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Accolade for canal’s inspiring volunteers
8:30am Wednesday 19th September 2012 in News
THE restoration of Swindon’s former canal will transform the town centre and benefit the thousands that live here, but help is needed to make it happen, says the trust pioneering the project.
The Wilts and Berks Canal Trust, will receive a Queen’s Award on Friday in recognition of its outstanding voluntary work in the community. Currently it has 334 volunteers in Swindon.
But company secretary Chris Coyle and Swindon branch secretary Mike Lang say they need 1,000 volunteers in the town to enable their plans to become a reality within the next five years.
Mike, who was born in Swindon alongside the former waterway, said: “We’d like more volunteers in Swindon.
“For an organisation like this, which is to be of such benefit to the town, we could definitely have more active volunteers and we can make use of any skill whether it is art, administration, banking, engineering, construction, anyone can volunteer.
“But to get more volunteers we need to change people’s perception of what the canal would be like and the enormous benefits it could bring.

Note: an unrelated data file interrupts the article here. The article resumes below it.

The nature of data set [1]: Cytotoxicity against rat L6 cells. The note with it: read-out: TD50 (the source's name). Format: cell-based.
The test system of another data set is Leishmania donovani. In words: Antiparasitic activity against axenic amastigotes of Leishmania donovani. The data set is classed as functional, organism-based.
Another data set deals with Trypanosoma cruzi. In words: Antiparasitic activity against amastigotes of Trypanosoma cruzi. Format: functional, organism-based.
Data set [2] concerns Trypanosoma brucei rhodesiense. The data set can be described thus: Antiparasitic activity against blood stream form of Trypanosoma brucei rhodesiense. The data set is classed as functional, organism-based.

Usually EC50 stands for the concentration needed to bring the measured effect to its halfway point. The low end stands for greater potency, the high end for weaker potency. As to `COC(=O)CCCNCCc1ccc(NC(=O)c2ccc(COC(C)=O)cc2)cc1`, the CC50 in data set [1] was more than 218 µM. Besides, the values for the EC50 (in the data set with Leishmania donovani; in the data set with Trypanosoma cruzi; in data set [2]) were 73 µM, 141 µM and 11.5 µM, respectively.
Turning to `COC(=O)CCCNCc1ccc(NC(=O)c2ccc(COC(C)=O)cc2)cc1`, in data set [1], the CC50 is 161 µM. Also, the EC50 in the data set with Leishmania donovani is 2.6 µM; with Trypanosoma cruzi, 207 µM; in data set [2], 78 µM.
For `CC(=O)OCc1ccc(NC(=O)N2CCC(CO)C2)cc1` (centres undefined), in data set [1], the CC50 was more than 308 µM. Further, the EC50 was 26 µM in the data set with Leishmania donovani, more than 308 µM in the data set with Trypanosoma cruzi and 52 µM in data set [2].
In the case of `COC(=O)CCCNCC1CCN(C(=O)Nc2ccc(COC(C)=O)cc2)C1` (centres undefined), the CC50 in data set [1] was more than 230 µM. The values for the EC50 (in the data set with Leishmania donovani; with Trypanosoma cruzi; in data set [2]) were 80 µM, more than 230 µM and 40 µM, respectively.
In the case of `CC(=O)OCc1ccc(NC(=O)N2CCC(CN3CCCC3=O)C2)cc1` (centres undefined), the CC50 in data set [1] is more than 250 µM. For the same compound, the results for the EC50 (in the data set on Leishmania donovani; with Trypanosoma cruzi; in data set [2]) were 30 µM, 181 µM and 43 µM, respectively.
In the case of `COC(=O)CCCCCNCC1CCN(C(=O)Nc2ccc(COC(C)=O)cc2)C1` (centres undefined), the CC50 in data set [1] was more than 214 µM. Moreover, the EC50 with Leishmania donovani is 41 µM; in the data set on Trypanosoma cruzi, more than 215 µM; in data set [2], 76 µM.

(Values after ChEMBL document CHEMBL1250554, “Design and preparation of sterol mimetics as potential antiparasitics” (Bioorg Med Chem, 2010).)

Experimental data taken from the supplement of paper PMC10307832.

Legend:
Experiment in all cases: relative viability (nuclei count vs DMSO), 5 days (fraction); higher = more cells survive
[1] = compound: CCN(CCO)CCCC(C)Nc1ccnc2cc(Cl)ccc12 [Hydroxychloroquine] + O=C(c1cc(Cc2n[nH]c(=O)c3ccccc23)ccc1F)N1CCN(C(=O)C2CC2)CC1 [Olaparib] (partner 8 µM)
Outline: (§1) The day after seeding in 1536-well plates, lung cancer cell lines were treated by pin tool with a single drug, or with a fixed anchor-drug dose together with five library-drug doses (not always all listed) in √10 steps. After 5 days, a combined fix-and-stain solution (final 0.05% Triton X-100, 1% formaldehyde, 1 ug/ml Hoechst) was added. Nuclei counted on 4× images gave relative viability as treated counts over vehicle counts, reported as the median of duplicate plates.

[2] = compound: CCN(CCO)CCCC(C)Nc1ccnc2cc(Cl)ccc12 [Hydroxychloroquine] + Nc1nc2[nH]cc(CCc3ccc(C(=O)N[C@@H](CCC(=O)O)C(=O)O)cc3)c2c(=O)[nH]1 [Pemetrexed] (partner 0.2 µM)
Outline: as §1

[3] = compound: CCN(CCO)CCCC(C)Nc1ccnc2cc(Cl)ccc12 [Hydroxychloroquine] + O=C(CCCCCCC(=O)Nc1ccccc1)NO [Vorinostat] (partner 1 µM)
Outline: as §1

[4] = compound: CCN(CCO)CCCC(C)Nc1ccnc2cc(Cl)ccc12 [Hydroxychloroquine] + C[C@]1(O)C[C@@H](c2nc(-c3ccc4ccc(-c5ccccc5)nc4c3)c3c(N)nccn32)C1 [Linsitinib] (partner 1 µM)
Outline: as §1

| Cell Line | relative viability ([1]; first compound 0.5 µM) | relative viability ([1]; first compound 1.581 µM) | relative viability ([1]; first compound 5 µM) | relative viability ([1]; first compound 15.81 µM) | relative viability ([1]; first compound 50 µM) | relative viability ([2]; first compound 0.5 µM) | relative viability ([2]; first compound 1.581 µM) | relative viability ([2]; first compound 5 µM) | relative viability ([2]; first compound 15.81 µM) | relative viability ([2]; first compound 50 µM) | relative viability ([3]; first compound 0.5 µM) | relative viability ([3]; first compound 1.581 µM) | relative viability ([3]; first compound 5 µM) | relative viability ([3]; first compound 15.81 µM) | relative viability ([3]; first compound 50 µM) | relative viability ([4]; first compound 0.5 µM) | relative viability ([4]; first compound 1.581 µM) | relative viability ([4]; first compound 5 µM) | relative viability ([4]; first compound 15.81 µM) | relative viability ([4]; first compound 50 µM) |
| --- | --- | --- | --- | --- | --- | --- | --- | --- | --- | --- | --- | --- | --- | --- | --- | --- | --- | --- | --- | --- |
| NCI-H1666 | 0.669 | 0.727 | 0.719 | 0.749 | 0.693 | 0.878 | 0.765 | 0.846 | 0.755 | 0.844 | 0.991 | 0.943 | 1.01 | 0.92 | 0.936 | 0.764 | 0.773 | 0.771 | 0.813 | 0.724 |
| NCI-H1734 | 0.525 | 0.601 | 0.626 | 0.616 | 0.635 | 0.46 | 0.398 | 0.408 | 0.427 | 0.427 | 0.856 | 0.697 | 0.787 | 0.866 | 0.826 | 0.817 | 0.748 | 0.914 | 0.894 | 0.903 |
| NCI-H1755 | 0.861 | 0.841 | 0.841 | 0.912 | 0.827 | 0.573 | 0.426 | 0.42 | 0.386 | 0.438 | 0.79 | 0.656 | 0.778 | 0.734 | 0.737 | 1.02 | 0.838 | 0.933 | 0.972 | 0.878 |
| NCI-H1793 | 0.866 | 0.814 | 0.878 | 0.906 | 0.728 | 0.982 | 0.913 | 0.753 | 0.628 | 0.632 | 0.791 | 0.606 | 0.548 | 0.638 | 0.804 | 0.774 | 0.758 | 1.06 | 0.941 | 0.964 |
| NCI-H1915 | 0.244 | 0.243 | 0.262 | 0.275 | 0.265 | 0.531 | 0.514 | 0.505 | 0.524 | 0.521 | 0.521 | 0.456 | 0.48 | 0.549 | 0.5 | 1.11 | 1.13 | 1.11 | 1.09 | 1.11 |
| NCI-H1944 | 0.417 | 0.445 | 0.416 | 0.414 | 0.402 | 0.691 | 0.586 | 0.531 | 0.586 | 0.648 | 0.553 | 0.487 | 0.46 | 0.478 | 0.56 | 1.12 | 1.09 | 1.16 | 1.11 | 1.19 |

“In Devizes, the canal alone brings in £10m a year to the town and has created 800 jobs.
“It would be nice to be able to tick 1,000 jobs off in Swindon that are all associated with the canal.”
The trust has ambitious plans for the restoration of the canal through Swindon and believe the town is integral to their plans.
“Swindon is not a by-way, we don’t want it to be a dead end, we want it to be the hub of this cruising network, it would become the focus for activities,” said Chris.
“It is the most ambitious canal restoration that has ever been undertaken but all the plans we have had for other towns have all happened, in towns like Huddersfield, Birmingham, Banbury, the plans have always eventually been achieved and the towns have been completely transformed.
“The time scale depends on the overall development of Swindon - we are talking about this being part of the regeneration of the town centre.
“So if the idea is that the town will be regenerated within the next five years then the canal could happen within the next five years, but if it is going to take 15 years, then it could take us longer.
“When it is complete it will provide facilities for everybody, not just canal boats, but also anglers, canoers, walkers, runners, and it will be there for future generations.”
On Friday, the trust will be presented with a Queen’s Award by the Lord Lieutenant of Wiltshire Sarah Troughton on board the narrowboat Dragonfly.
Chris said: “It is public recognition of an astonishingly high level and we were absolutely astonished to hear the news.
“It is not just recognition of our existing volunteers, but it is recognition of all our past volunteers.”